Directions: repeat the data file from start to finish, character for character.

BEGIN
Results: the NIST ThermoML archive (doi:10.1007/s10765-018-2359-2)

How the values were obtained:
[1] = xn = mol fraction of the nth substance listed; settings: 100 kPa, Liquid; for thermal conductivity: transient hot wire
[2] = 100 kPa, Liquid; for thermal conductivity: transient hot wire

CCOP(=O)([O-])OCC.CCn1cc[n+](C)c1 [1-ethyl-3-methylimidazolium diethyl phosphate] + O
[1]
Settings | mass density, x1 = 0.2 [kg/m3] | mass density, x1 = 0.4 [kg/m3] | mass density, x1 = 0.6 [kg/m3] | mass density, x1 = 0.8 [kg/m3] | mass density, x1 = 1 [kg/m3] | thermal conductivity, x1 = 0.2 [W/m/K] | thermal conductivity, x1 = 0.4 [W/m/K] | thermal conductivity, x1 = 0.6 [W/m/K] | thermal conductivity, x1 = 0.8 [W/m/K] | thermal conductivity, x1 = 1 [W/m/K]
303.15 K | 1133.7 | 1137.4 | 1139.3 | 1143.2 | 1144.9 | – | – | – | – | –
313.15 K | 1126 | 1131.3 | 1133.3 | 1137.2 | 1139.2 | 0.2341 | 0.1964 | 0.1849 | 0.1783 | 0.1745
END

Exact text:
Results: the NIST ThermoML archive (doi:10.1007/s10765-018-2359-2)

How the values were obtained:
[1] = xn = mol fraction of the nth substance listed; settings: 100 kPa, Liquid; for thermal conductivity: transient hot wire
[2] = 100 kPa, Liquid; for thermal conductivity: transient hot wire

CCOP(=O)([O-])OCC.CCn1cc[n+](C)c1 [1-ethyl-3-methylimidazolium diethyl phosphate] + O
[1]
Settings | mass density, x1 = 0.2 [kg/m3] | mass density, x1 = 0.4 [kg/m3] | mass density, x1 = 0.6 [kg/m3] | mass density, x1 = 0.8 [kg/m3] | mass density, x1 = 1 [kg/m3] | thermal conductivity, x1 = 0.2 [W/m/K] | thermal conductivity, x1 = 0.4 [W/m/K] | thermal conductivity, x1 = 0.6 [W/m/K] | thermal conductivity, x1 = 0.8 [W/m/K] | thermal conductivity, x1 = 1 [W/m/K]
303.15 K | 1133.7 | 1137.4 | 1139.3 | 1143.2 | 1144.9 | – | – | – | – | –
313.15 K | 1126 | 1131.3 | 1133.3 | 1137.2 | 1139.2 | 0.2341 | 0.1964 | 0.1849 | 0.1783 | 0.1745